Collegiate and Professional Sports

Between WWI and WWII, people followed sports to get their mind away from the adversity the Great Depression was bringing on to them. Many kept track of the latest entertainment, for example, sports. During those hard times, Babe Ruth became a sports superstar. He broke the pitching record of 29 2/3rds scoreless innings in his first World Series. In only three seasons, he had 94 wins and 46 losses. Also, he set the major league baseball record of 29 home runs.

He was traded off to the New York Yankees from the Boston Red Sox in 1918.In 1920, the Yankees attracted a million paying fans into their stadium which later became known as "The House Ruth Built". In the third game of the World Series in 1932, he was batting in the fifth inning with 2 strikes and 2 balls. He pointed at center field and shouted something at Root, and then hit the longest home run ever batted at Wrigley Field, 500 feet into the stands. Babe Ruth was one of the first 6 inductees into the Baseball Hall of Fame.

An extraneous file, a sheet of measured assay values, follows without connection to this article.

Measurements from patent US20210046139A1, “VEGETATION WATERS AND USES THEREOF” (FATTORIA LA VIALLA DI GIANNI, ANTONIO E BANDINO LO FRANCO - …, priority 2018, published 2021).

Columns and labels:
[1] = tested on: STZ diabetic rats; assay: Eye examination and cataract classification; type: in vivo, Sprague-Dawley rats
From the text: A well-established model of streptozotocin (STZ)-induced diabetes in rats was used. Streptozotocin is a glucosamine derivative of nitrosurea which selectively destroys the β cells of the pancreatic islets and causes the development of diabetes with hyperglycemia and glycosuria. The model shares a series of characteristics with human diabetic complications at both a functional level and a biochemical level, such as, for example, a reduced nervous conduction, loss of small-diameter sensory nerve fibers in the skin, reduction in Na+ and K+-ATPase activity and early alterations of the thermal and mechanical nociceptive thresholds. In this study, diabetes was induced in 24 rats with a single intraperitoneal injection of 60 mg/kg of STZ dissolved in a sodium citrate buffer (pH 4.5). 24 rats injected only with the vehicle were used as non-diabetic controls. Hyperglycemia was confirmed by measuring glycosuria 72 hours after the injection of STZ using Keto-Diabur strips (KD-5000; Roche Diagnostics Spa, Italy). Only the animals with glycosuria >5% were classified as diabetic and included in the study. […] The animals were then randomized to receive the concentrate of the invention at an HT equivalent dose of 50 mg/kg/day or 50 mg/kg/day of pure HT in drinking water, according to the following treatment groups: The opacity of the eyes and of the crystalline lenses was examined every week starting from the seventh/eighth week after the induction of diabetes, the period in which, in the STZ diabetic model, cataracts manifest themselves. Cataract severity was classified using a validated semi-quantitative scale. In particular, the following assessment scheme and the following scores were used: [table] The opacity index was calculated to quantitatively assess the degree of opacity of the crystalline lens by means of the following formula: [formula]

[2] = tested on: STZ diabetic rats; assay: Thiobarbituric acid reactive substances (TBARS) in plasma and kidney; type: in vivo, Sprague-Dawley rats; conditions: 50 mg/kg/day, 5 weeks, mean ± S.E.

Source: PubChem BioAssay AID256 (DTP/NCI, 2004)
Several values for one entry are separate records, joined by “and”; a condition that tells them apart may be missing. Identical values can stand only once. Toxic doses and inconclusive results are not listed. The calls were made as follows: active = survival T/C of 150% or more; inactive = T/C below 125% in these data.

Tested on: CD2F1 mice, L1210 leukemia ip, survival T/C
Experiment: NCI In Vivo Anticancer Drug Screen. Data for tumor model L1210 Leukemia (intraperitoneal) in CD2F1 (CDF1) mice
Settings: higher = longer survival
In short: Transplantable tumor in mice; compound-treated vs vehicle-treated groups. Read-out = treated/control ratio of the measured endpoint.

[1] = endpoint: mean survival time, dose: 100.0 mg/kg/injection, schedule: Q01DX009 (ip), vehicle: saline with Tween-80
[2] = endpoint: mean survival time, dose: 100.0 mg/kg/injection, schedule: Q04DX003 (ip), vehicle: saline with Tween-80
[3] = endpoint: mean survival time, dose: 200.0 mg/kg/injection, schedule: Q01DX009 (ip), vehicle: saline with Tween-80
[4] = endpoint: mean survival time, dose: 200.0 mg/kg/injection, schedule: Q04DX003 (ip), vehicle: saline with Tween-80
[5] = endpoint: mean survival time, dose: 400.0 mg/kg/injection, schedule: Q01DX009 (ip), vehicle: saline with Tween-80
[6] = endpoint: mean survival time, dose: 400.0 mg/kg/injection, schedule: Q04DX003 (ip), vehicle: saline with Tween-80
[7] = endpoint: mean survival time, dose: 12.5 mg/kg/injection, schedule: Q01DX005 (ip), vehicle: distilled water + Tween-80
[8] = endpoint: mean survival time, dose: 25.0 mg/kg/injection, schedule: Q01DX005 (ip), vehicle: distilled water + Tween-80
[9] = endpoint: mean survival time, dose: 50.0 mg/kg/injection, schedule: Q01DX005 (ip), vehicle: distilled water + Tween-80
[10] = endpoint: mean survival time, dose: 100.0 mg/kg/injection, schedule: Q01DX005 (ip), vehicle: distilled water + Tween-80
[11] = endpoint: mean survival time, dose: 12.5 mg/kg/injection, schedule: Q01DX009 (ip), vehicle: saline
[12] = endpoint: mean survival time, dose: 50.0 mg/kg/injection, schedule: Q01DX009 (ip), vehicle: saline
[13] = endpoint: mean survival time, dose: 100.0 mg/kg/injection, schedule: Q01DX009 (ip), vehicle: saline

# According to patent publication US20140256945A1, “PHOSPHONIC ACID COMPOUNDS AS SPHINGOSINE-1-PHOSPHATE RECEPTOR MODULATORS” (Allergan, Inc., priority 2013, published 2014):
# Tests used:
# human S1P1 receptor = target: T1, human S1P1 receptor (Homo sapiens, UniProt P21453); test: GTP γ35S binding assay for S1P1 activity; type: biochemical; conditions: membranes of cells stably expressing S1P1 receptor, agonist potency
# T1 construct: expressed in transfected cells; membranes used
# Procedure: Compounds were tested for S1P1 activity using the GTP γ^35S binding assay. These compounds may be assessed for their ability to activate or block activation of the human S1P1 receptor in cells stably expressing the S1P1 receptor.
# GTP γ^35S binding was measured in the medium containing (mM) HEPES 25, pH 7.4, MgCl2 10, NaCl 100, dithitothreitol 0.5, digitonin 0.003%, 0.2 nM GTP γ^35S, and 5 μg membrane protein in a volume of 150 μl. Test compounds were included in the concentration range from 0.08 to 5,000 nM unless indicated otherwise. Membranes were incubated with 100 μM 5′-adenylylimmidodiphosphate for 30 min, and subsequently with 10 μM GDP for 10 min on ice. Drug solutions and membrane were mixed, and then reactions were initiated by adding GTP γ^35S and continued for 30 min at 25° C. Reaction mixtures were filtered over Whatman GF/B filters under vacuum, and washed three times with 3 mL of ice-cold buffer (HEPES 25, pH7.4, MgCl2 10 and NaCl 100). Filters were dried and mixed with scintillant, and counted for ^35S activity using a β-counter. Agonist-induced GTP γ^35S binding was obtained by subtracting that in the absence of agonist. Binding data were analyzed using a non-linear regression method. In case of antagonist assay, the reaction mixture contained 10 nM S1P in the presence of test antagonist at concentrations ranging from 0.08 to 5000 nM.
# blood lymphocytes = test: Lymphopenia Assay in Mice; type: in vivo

In 1946, he was diagnosed with a malignant tumor on his neck. On April 27, 1947, baseball fans honored him for Babe Ruth Day for all baseball leagues. When Ruth died in August 1948, more than 100,000 people paid respects at Yankee Stadium and at his funeral in NYC.

Even though times were hard, people dealt with the adversity between the war times by following entertainment such as sports.